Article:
Ice Age Fossils Are Being Unearthed By L.A.'s Subway Construction

A 65-foot deep shaft being dug for Los Angeles's newest subway line is filled with buried treasure. The so-called Subway to the Sea is still nine miles from the beach, but excavation has already revealed some creatures from the ocean floor… the prehistoric ocean floor!

Metro's Steve Hymon and Dave Sotero ventured to the site of the exploratory shaft, which is a pre-construction exercise to make sure the soils and conditions are similar to where engineers will eventually be tunneling. Because it's a site known to be sensitive—the Los Angeles County Museum of Art (LACMA) is currently fighting to move forward with its expansion plans across the street—paleontologists are on-site to make sure nothing uncovered is destroyed.

Ice Age Fossils Are Being Unearthed By L.A.'s Subway Construction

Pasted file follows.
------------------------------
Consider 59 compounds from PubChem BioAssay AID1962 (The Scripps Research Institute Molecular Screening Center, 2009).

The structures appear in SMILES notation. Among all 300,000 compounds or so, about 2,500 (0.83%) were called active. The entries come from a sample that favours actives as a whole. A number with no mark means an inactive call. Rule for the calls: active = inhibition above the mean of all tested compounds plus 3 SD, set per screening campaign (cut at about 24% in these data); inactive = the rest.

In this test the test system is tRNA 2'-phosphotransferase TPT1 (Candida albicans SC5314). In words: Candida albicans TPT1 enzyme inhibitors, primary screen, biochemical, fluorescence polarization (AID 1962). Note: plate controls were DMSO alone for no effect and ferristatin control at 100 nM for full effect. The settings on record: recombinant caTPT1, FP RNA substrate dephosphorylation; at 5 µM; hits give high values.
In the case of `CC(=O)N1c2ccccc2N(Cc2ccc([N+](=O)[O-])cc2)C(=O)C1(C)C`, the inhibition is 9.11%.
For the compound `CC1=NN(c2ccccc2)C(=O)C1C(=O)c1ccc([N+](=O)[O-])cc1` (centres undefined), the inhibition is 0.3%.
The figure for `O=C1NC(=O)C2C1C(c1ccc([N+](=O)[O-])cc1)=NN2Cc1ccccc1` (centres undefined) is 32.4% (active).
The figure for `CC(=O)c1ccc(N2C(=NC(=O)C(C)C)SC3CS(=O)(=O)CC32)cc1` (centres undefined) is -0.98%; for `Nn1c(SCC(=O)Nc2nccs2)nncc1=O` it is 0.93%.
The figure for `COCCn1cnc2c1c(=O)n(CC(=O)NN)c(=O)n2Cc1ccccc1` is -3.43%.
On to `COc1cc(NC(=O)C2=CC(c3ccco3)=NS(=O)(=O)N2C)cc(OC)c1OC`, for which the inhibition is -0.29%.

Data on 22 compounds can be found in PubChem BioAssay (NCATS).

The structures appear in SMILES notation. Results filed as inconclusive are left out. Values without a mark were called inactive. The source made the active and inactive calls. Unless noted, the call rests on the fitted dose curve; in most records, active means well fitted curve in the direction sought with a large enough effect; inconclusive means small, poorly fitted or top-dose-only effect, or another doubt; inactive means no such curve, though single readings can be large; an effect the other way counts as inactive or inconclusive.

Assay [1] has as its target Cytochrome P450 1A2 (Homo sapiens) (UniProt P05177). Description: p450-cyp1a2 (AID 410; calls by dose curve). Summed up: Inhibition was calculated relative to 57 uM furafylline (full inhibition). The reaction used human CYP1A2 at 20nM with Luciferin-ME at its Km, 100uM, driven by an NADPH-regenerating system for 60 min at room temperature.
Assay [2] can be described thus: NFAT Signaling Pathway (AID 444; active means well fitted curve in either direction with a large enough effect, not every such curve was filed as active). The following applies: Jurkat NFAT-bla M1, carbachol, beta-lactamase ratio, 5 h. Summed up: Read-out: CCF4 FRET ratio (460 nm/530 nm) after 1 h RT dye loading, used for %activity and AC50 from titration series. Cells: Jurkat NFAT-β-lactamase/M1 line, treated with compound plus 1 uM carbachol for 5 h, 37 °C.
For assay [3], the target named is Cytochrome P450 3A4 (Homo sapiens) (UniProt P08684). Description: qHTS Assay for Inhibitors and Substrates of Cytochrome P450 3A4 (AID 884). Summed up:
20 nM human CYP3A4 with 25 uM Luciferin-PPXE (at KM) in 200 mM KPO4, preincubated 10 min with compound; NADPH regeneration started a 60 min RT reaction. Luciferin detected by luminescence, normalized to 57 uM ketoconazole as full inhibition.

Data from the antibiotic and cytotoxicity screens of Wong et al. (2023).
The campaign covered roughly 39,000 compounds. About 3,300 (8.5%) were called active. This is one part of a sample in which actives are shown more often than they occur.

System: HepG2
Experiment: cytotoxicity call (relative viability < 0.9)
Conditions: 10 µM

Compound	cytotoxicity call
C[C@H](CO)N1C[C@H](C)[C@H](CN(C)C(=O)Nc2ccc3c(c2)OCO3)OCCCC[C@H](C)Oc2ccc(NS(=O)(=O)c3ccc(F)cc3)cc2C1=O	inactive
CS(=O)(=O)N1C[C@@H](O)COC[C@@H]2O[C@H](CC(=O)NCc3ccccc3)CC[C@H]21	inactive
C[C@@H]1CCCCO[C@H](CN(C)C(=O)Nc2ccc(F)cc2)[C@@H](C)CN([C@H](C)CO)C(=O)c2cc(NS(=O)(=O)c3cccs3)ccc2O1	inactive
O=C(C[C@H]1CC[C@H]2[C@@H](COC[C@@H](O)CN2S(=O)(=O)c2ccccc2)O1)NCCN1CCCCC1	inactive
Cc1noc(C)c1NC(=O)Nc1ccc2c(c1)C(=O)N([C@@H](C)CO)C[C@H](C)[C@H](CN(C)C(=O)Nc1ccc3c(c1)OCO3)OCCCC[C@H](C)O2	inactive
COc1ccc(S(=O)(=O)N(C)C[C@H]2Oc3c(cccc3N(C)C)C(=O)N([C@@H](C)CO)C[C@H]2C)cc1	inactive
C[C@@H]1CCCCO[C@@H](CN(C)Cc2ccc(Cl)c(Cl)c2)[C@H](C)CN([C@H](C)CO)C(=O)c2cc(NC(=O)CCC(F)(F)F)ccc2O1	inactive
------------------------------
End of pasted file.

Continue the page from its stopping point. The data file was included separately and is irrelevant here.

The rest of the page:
The team had already uncovered geoducks, sand dollars, and cones and seeds for a digger pine tree. But, while Hymon and Sotero were there, the team found a sea lion skull that they believed to be two million years old.

Ice Age Fossils Are Being Unearthed By L.A.'s Subway Construction

The shaft is being dug near the La Brea Tar Pits, one of the most important paleontological sites on the planet, so it's no surprise to find a rich deposit of Ice Age fossils.

But the marine fossils are only the beginning—scientists estimate they'll find large vertebrate mammals when they begin construction in earnest early next year. [The Source]

Photos by Steve Hymon and Dave Sotero/Metro